The cars seemed to be flowing quite smoothly, but as a pedestrian it was less than clear how the new ‘system’ was supposed to operate! Were we supposed to wait for a courteous driver? Crossing the A6 this meant waiting for 2 to magically appear at the same time – statistically unlikely. I ended up heading into the road as soon as it was safe to do so, and hoping that the second lane of traffic would take this as a hint to stop. I didn’t notice what happened with older/disabled people. Did cars stop in anticipation? Did people ‘help them across the road’? I suppose if such a system was to become more ‘normal’ then there would be well-known and understood ‘norms’ and rules about what happens, but what about people just travelling through who don’t know them? In the Netherlands, is there a stricter hierarchy of right of way? As a cyclist, my main experience was crossing the A6 at Piccadilly/Boot and Shoe to get to work. I had forgotten about the lights until I got there! Luckily every time I went through this junction it was off-peak and not too busy or congested, meaning I could get across with lots of eye-contact and some signalling and boldness, but I would not like to try in rush hour.

  9. Noel says:

    p.s. I have sent this link to a couple of transport research forums…

  10. andy says:

    As a driver, cyclist and pedestrian who has battled the lancaster-morecambe chaos for 25 years, i have to say that i have had fantasies of doing a direct action and putting hoods on all the traffic lights throughout lancaster one way system and lancaster-morecambe road: what happened recently was my dream come true!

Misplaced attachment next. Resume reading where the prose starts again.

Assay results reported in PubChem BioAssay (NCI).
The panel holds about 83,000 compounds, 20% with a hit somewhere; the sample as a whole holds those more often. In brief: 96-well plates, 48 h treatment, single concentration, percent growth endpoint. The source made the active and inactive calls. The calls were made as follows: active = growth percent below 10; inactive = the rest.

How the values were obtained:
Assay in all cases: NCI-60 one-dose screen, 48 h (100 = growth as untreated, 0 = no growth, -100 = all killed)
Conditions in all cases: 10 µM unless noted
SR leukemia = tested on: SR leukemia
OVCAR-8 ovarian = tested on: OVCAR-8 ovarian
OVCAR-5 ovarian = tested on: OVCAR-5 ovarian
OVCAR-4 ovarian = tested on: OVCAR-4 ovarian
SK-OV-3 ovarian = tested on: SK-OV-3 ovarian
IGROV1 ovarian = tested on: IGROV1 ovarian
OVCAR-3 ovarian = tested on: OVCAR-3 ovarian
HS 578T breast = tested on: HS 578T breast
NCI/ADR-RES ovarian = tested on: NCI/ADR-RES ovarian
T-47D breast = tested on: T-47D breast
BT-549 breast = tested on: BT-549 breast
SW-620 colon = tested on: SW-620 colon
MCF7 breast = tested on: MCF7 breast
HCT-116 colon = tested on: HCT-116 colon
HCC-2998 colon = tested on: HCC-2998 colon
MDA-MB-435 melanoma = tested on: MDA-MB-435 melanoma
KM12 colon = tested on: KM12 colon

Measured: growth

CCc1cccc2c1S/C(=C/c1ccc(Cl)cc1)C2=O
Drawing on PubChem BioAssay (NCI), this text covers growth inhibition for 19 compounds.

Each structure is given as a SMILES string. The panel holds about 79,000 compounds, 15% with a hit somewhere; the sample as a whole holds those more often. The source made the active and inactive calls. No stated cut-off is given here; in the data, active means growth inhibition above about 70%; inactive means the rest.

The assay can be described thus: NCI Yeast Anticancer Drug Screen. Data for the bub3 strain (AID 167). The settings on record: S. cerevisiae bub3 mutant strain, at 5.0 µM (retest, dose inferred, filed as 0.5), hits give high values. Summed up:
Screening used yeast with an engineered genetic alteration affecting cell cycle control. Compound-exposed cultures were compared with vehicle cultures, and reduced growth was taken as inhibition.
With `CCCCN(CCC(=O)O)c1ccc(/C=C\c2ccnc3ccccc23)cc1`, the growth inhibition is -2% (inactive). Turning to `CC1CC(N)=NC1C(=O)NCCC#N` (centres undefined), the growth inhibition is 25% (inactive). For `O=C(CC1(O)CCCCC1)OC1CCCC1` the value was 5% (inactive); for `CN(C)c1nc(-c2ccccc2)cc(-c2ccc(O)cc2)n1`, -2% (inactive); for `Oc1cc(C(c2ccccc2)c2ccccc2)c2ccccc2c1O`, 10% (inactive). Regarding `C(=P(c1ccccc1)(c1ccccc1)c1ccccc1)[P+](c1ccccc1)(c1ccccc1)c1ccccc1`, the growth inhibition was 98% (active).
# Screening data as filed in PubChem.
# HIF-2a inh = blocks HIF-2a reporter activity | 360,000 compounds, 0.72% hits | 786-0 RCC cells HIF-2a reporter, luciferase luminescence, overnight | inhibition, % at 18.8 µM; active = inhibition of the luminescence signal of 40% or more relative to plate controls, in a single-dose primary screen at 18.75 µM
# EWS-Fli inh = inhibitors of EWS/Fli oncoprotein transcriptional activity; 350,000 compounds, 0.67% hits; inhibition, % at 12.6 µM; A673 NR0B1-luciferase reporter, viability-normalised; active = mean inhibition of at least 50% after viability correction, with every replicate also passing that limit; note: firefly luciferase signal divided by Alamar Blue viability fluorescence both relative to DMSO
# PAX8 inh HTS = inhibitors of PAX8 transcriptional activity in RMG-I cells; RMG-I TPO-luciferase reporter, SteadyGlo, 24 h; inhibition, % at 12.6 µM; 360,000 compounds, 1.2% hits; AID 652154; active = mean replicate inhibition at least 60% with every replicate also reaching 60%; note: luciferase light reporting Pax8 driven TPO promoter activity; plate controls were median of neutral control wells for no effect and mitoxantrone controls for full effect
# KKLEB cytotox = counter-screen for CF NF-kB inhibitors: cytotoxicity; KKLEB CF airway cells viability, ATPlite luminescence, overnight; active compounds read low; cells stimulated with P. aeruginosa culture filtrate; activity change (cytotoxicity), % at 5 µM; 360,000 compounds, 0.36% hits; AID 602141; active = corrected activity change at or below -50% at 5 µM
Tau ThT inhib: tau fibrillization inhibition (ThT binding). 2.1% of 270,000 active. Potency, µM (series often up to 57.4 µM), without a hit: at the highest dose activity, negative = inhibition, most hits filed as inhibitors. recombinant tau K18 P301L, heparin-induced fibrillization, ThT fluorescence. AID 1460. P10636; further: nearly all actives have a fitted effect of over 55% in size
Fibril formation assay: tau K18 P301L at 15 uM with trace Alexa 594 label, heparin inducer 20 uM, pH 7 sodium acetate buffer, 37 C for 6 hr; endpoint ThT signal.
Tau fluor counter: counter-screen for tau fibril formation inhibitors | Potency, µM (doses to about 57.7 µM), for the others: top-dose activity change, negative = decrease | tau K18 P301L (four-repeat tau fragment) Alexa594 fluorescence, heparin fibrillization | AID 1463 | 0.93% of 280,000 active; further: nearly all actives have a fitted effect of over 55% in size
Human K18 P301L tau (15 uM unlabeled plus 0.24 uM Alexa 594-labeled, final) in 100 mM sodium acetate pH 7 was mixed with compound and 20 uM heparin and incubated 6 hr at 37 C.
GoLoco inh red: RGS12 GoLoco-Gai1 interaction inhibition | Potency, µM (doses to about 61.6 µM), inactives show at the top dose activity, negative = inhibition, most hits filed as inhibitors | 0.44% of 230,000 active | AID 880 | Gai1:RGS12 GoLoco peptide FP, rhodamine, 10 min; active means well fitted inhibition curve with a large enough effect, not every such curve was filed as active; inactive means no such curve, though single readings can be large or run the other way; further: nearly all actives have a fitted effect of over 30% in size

Every year, in feb/mar, the highways head bean counter looks at the budget and if there’s underspend, another quick rash of unnecessary traffic lights appear so their sacred budget will be preserved next year – ah the joys of hierarchical bullshit and isolationism. Remember the A683/M6 junction before it had any traffic lights? traffic flowed freely. Another good example is the lights on the A6 near galgate where the south end of uni campus gets out to the main road…every blue moon.
    My observations from the chaos – yes, drivers overall became more courteous and more observant; traffic flowed better everywhere i went that weekend (lancaster rat runs; lune valley; carnforth) but there were a lot fewer vehicles on the road. As soon as the town centre was open but without traffic lights, traffic flowed better than i can remember, and there weren’t crowds of pedestrians unable to get across the road that i saw.
    Ban all traffic lights; 20mph advisory limit; no road markings; one copper on a pushbike during “rush hour” whose only job is preventing antisocial pulling-in by vans and taxis; signs at merging points emphasising TAKING TURNS; roundabouts at the lancaster ends of greyhound and skerton bridge with 2 way traffic between them and sainsbury’s having it’s own slip road; turn off the streetlights after 9pm – save money and let us see the stars…there’s a few to be going on with!

  11. Pamela White says:

    Was surprised that traffic generally seemed to be flowing sufficiently slowly for it to be possible just to step out into the road and go for it. Eye contact with courteously responding drivers was obviously essential. But overall, an empowering if slightly unnerving experience – and had I been driving, I suspect I’d have found it unnerving, as well!